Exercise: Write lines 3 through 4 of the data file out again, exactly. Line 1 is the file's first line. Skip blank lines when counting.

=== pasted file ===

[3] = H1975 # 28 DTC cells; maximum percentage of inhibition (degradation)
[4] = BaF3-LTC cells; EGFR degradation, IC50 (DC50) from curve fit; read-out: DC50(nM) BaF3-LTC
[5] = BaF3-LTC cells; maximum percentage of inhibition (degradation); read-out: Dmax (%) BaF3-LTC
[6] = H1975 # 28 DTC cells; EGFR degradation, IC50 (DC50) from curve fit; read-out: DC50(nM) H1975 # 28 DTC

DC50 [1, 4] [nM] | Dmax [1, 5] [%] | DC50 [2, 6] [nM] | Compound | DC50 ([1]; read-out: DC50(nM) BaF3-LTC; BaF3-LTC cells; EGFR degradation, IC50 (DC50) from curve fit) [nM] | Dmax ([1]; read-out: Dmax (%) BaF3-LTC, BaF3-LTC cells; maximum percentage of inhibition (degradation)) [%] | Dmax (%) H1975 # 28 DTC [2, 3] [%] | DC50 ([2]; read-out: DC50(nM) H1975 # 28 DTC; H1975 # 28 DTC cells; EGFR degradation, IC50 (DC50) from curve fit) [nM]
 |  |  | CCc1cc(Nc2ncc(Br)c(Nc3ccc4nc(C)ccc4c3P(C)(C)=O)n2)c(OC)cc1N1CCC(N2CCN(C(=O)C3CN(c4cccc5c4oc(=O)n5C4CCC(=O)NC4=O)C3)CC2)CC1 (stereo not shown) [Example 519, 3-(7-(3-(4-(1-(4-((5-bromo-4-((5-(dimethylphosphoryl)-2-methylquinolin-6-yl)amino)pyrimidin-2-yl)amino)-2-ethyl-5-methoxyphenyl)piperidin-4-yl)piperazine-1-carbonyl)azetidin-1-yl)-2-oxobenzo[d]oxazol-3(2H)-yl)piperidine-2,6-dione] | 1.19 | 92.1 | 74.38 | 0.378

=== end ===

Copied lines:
[5] = BaF3-LTC cells; maximum percentage of inhibition (degradation); read-out: Dmax (%) BaF3-LTC
[6] = H1975 # 28 DTC cells; EGFR degradation, IC50 (DC50) from curve fit; read-out: DC50(nM) H1975 # 28 DTC